The set-up is brilliant. We see a video of Oedipus talking to the press after the election has closed. He promises to clean up the plague which is debilitating Thebes. Here though the plague is shorthand for the political corruption and economic incompetence of the previous administration. “The country is sick”. He is offering a bright new future. “Yes we can” or “drain the swamp”. Take your pick. He also, on the hoof, commits to investigating, and getting to the truth of, Laius’s murder. Cut to the loyal speechwriter/adviser Creon, played here by Aus Greidanus Jr, having a go at Oedipus for making this risky promise. Tiresias (Hugo Koolschlin) is wheeled in to deliver the prophecy. Our first opportunity to see the nasty side of Hans Kesting’s Oedipus as he angrily dismisses the blind old boy’s “nonsense” and turns on Creon who he reckons wants the job of leader. Marieke Heebink’s Jocasta talks him out of sacking Creon, (no need for a chorus and executions in this scenario!), and we are on to the killing at the cross-roads.

But here Laius (Jocasta’s first hubby) is the victim of a road accident (limos not chariots obvs), and Oedipus starts to piece together his own accident story with the established version, questioning the Chauffeur, played by Bart Slegers. You know the rest …… and if you don’t you should. The way Robert Icke fits his version of the plot to the “original” is artful and ensures that the last third or so of the production is as powerful as it should be.

What Mr Icke also intelligently lays on top is the family dynamic as we see “Mum” Merope (Freida Pittoors), consumed by the agony of watching Oedipus’s unseen “Dad” Polybus dying whilst all Oedipus cares about is the prophecy and, here, his route to power, daughter Antigone (Helene Devos) and sons Polynices (Harm Duco Schut) and Eteocles (Joshua Stradowski). Their is some conflict between the two lads: remember they go on to bring Thebes to its knees by knocking seven bells out of each other. The entourage is rounded out by faithful retainer Corin (Fred Goessens) and assistant Lichas (Violet Braeckman).

The supporting actors are uniformly marvellous but it is Hans Kesting and Marieke Heebink who dominate the stage. Which brings me to the third reason to nip over to Amsterdam to see this. The Tourist considers Hans Kesting to be the best male actor in the world and Marieke Heebink to be the best female actor. They proved it once again here. No fear you see, massive emotional range and immense physicality. No point holding back as the revelations tumble out in Oedipus and, trust me, they don’t. The scene were Jocasta explains how she was abused by Laius, and conspires to smuggle her baby away, is unbearably moving. Love is about the trickiest emotion to capture on stage. These two show exactly how to do it.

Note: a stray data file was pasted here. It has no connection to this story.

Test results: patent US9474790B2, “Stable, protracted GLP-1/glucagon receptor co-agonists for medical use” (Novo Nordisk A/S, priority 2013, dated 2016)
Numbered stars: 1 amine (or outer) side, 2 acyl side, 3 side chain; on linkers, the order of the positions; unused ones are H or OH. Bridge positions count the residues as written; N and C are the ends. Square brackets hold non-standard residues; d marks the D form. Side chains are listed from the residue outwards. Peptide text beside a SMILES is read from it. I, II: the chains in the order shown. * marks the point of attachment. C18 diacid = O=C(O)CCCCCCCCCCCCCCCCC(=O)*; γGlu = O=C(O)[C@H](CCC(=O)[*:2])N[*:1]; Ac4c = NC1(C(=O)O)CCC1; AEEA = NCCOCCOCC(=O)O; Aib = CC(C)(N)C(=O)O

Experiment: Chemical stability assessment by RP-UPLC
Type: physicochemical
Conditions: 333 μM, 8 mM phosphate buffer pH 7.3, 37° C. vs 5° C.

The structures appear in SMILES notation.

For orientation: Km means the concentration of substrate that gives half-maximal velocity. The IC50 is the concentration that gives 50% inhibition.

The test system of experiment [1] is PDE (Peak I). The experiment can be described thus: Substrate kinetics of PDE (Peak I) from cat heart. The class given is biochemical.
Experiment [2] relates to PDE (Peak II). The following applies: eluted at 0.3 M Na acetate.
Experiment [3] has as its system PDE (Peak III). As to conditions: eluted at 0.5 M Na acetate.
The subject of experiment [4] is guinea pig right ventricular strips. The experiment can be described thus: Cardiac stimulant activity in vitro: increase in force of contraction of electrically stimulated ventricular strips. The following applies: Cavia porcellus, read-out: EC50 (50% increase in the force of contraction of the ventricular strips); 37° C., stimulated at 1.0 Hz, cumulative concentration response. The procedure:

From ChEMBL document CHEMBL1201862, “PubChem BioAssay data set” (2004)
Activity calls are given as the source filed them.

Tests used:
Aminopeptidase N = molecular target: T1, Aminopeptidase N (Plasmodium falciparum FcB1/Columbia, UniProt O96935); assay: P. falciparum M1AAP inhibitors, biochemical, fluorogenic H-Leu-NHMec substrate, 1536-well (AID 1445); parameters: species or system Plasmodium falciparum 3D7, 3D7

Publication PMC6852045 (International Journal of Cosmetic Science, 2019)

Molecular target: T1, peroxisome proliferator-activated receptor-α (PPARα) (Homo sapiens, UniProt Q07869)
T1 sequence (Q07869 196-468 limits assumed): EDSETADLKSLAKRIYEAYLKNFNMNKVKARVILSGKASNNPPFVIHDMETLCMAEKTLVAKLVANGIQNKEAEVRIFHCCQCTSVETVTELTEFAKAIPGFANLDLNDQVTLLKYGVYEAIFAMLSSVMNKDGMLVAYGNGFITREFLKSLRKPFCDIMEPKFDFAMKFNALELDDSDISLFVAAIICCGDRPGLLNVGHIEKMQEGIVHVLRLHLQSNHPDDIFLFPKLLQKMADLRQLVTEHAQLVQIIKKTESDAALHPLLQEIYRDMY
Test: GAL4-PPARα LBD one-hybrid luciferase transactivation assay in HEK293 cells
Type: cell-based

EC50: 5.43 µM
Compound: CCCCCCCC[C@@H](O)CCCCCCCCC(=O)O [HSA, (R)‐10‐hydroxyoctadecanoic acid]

So why just 4* and not the 5* that you might expect from this obviously gushing fan of the play, the ensemble and the director. Firstly there is maybe, as I allude to above, a bit of a sense that we have seen this all before. The setting works, how “fate” brings a “good, man” down, and, specifically whether it pays for a politician to be “honest”, but the look and feel is maybe just a bit too close to Mr Icke’s previous work. More importantly the text is maybe a little too direct. Remember I was following a sur-titled English translation of a Dutch adaption by Rob Klinkenberg of the original Greek filtered through numerous prior translations. This presumably makes its literalness even more literal. Helps plot and message but leaves poetry on the table. In TA’s other work I have seen, the Shakespeare for example, this has not been a constraint, the language still shines. In IvH/JW’s Antigone conversely, which came to the Barbican, the translation by Anne Carson was too challenging, though this disappointed more through Juliette Binoche’s miscasting it pains me to say.

Still overall this is a great piece of theatre. If it ever wends its way to London you must see it. Otherwise we have Marieke Heebink as the lead in Simon Stone’s Medea to look forward to next year at the Barbican and Simon McBurney makes his directorial debut at TA at the Staadsschouwburg with a Cherry Orchard. Yum. This creative collaboration, amongst so many other reasons, is why Europe is a good idea. Though I doubt any of the dumb-arses in England who think differently would care.